Basically - if he was a Republican candidate, would you want the Justice Department to look the other way?

    This isn't about whether he's a Democrat (5.00 / 1) (#18)
    by Anne on Wed May 25, 2011 at 11:23:51 AM EST
    or a Republican, at least not for me.

    I'm not saying that if he did something wrong, the DOJ should look the other way, just that I think there are far larger and more far-reaching crimes that may have been committed in connection with one of the worst financial crises we've experienced as a nation, and that the DOJ does not appear to regard those as a priority.

    The Matt Taibbi/Rolling Stone article on Goldman Sachs has stuck with me, days after reading it, and I don't know, there's something about all those defiant executives flat-out lying to Congress and the DOJ looking the other way that bothers me; I haven't been able to bring myself to read Carl Levin's committee's report on their investigation because I know it will only make me feel sicker about what these execs did.

    Edwards is small potatoes in comparison.


    I agree (none / 0) (#19)
    by jbindc on Wed May 25, 2011 at 11:54:24 AM EST
    And the question wasn't just for you.  We are all guilty of it, but especially around a place liek this, where most folks are left-leaning and many others are anti-, or at least, distrustful, of law enforcement / prosecutors / courts / DOJ, etc. (some fears founded in reality, and some not even close to reality).  The question often turns to "Why are they going after 'X' for __?" (Well, maybe one reason is because there's evidence to suggest "X" broke the law, but I digress.) Or, "Why don't we go after 'Y'"?

    But when it comes to people of a different political persuasion, some of the most liberal minded around here will be in the "throw the book at 'em" mode. Just shows how all our views of the world color our perception of "what is justice?"

    Basically, I was just curious.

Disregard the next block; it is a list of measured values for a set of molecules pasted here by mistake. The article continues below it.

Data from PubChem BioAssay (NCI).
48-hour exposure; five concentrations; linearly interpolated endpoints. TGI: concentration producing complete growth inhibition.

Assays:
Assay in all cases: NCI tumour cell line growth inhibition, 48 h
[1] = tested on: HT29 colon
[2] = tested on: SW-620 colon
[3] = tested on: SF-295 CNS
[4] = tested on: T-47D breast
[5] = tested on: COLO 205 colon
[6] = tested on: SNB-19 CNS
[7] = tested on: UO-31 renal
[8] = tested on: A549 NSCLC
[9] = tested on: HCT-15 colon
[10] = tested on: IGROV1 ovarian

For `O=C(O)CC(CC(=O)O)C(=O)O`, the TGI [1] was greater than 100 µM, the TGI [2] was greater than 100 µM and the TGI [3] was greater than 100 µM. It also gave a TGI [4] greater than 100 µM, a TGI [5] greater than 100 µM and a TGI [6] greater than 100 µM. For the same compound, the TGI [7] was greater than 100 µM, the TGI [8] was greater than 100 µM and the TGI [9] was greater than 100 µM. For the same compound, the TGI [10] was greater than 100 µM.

Some get caught, others don't (none / 0) (#23)
    by christinep on Wed May 25, 2011 at 02:26:49 PM EST
    Speeding tickets..."but officer, he was speeding too and what about that guy over there!"  I've never bought the life-isn't-fair complaint for circumstances like these.  If we expected 100% enforcement of every non-complying situation...if we really think it ought to be something like total response...then, we haven't considered resources in people, dollars, time.  And, we might end up doing next to nothing in a particular area because we can't get 'em all.

    I've got the bias of an enforcement-type after so many years in that field with the feds. Discussions/arguments/debates about whether resource limitations called for going after many or a lot of easy/moderate cases or shifting some resources to the "big ones" are complicated-easy. It ain't just politics, in my experience. Sometimes, of course it is a variation of that. But, what I saw and what I know of from a number of enforcement agencies is that a large factor in allocating available resources (and, when not administrative, working with DOJ to allocate resources among regions for key cases or deterrence messages) has to do with an assessment by a mix of human beings about what would have the most effect in a deterrence sense. Sometimes that would mean taking the biggest, hardest case that would consume extensive resources (leaving little for anything else in the planning cycle) because that case sent a deterrence message that needed to be made in the strongest possible way. Sometimes that meant thematic enforcement to effectuate deterrence via getting publication in a region, etc.  I ramble here; but, the reason is that there usually is a reason why one approach  is used by enforcement officers in a given year versus another time period. Sometimes the reason may seem flimsy; sometimes not.